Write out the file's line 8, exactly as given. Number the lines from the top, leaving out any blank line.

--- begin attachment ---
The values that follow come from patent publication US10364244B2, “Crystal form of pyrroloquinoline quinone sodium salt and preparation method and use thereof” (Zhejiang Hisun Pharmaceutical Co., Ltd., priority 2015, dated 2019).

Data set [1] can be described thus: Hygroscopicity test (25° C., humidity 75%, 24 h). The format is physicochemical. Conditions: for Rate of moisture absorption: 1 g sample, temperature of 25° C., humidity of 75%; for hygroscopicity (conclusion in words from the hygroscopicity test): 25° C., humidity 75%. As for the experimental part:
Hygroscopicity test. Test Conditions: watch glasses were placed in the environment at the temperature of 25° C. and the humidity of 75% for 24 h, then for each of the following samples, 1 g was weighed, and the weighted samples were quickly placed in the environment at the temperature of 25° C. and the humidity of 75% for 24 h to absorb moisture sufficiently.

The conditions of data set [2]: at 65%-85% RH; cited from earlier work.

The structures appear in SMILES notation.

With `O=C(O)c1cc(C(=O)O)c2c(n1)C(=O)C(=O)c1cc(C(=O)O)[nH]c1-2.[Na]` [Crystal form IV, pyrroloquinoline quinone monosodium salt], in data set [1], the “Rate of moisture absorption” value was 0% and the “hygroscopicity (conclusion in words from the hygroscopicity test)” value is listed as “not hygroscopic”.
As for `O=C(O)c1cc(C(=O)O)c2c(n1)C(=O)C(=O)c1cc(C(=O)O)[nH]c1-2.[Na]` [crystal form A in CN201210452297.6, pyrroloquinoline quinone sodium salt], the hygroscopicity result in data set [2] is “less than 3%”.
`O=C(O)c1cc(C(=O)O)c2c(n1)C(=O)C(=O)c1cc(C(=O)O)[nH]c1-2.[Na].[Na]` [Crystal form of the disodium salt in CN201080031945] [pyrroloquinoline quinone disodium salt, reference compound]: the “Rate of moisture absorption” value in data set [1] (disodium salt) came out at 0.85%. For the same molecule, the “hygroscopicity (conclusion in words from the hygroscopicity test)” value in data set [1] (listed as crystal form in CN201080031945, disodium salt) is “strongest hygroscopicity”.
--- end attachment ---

`O=C(O)c1cc(C(=O)O)c2c(n1)C(=O)C(=O)c1cc(C(=O)O)[nH]c1-2.[Na].[Na]` [Crystal form of the disodium salt in CN201080031945] [pyrroloquinoline quinone disodium salt, reference compound]: the “Rate of moisture absorption” value in data set [1] (disodium salt) came out at 0.85%. For the same molecule, the “hygroscopicity (conclusion in words from the hygroscopicity test)” value in data set [1] (listed as crystal form in CN201080031945, disodium salt) is “strongest hygroscopicity”.